See ‘computer-generated imagery’.
This is the proper term for what’s known as ‘keying’, but as keying seems to be the word used more often please see that definition.
computer-generated imagery (usually abbreviated to CGI)
The frequency at which each consecutive image (frame) of a film appears per second (so it is measured in frames per second or FPS). The general consensus I’ve found online is to work in 24p unless the project demands otherwise. 24p is standard for films you’ll see at the cinema (the ‘p’ stands for progressive image storage, as opposed to interlaced video). 25p is standard for UK tv/PAL, and in north America they use 30p (NTSC). By the way, you may remember a big deal was made of the Hobbit being filmed in 48p, but when it actually came out this made the film look like a low budget 80s soap opera, because their hyper-real quality also came from higher frame rates.
frames per second (FPS)
See ‘frame rate’. Note that in notation this is written as ‘p’ (for progressive image storage). So 24 frames per second is written 24p.
In traditional animation, the keyframe was the start or end point of any smooth transition. In After Effects, you define the start and end point keyframes and the program will fill in the smooth transition itself (‘interpolate’).
keying (properly known as ‘chroma key’ or ‘compositing’)
This usually means using a green screen (or blue screen) to artificially place an actor in another environment, a technique used for everything from weather reports to Star Wars. The environment could be a moving image or a static one (see ‘matte painting’). After Effects replaces a very narrowly defined colour range with another image. In its most sophisticated form, the camera angle moves so that our view of both background and actor seamlessly alters.
A digital painting of a landscape or environment placed behind an actor by keying. This can be static or (3D) animated. Before digital technology the matte painting was an actual painting on glass placed behind the actors.
I think this is now used as a synonym for ‘keying’. The term comes from the pre-digital era, when combining two moving images required part of the film stock to be masked out (the mask is called the ‘matte’ or ‘traveling matte’, a specially altered duplicate shot) so that a second film can be superimposed on another without causing double exposure. Because the process required five separate strips of film it often resulted in ‘halos’ around different elements, modern digital matting does not have this problem.
This is a very broad term, but in After Effects just seems to be a synonym for ‘animation’.
The meaning of non-linear editing is still unclear to me, it seems to just mean ‘editing’. When physical film was used, all editing was linear because you have to run through the film from beginning to end to find the piece you want to edit. In the digital age with a digital file you can jump to any point you want in the film, and copy/cut-paste.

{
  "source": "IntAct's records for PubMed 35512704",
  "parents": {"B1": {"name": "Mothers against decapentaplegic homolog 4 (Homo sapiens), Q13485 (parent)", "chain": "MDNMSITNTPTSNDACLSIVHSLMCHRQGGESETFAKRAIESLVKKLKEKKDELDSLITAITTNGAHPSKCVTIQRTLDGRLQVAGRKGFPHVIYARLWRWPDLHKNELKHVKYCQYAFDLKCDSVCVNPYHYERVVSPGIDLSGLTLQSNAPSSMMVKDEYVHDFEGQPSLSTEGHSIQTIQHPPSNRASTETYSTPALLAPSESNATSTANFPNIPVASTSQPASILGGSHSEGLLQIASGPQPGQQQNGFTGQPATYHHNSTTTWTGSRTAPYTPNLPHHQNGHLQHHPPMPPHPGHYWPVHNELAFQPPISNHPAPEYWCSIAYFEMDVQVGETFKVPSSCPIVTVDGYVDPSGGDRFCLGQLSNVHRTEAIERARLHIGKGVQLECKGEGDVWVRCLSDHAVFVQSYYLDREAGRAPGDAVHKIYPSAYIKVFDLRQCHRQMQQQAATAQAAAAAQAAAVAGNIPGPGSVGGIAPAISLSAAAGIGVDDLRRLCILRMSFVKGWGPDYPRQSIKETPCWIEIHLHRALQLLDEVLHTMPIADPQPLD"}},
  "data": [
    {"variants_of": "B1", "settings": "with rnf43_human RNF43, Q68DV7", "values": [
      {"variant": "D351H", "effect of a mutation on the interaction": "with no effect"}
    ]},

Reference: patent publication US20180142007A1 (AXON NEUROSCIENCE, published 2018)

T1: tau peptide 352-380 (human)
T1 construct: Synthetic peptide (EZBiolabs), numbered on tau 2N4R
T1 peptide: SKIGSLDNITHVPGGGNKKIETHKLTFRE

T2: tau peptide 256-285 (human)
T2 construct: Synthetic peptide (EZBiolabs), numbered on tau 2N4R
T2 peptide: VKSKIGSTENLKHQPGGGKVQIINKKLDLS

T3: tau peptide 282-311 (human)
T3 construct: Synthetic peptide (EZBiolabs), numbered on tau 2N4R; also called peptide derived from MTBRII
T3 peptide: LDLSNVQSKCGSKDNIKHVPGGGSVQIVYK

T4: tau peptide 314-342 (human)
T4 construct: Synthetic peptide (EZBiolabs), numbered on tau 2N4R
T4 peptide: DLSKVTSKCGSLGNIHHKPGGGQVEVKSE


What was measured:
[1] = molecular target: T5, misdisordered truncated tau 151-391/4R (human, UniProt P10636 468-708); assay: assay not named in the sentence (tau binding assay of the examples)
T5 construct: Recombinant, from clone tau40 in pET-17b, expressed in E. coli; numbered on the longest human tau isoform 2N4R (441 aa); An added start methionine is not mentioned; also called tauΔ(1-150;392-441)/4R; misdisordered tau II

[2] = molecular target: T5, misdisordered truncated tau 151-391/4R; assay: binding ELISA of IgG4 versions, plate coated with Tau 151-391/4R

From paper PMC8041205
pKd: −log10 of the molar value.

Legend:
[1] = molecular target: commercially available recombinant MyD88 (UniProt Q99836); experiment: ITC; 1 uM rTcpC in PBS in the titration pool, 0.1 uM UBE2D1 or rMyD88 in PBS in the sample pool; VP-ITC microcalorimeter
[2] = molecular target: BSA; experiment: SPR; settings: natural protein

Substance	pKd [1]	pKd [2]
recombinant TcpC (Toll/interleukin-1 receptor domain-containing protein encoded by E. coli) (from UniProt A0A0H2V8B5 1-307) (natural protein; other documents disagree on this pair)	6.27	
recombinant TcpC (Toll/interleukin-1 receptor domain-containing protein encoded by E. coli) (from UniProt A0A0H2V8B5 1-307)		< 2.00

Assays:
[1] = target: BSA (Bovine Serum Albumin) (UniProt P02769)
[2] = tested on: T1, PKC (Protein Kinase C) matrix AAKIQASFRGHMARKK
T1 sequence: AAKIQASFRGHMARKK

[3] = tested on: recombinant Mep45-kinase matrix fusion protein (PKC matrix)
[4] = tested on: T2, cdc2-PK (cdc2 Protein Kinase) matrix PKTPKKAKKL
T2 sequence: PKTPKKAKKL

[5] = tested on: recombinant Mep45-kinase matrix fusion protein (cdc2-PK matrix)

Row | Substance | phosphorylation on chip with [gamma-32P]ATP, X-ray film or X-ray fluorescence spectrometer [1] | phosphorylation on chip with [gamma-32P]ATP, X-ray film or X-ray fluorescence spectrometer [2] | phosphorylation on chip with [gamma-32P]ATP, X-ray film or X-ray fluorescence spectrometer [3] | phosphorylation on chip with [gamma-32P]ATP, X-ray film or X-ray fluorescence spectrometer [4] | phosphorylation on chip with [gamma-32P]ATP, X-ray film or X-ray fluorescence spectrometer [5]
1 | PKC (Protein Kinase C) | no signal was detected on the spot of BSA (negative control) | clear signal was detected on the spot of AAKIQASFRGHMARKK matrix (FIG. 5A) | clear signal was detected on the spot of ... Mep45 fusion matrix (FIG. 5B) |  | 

Just like Photoshop, there are loads of plug-ins available for After Effects. These are third-party created software that add a new feature to AE. These plug-in features includes things such as rigging, weather effects (rain and snow), 3D geometric effects etc.
A very broad term for any part of the film making production process that occurs after the live action footage has been shot. This includes video editing and creating the soundtrack, and anything you do in After Effect (I guess this is where the software got its name – creating the visual effects after (post) live footage).
rigging (aka ‘skeletal animation’)
A computer animation term where characters and objects are made up of a skin (‘mesh’) over a skeleton (‘rig’). The mesh is how the thing looks, the rig (the skeleton) controls how the thing moves. Each bone of the rig has three properties; position, scale and orientation. There is also the option of a parent bone, so that the rig has a hierarchy (the hand bone is connected to the forearm bone, when you move the forearm the hand moves with it).
Creating animation by tracing over live action footage. The first time I saw this was in the film A Scanner Darkly, though the process has been around for over a hundred years.
tracking (aka ‘camera tracking’, ‘motion tracking’ or ‘match moving’)
Combining computer graphics and live action footage so that both graphics and live action move seamlessly.
The transfer of audio or video files from one format into another. It is usually a lossy process (= causing generation loss of quality).
visual effects (abbreviated to ‘VFX’)
A broad term for any creation or manipulation of footage that is not a straight live action shot. It seems to refer more to the integration of live action footage and computer generated imagery, or computer generated imagery that simulates and is edited into live action footage. I assume this means things like animation, programme logos and so on created in After Effects are not strictly ‘visual effects’.
See ‘visual effects’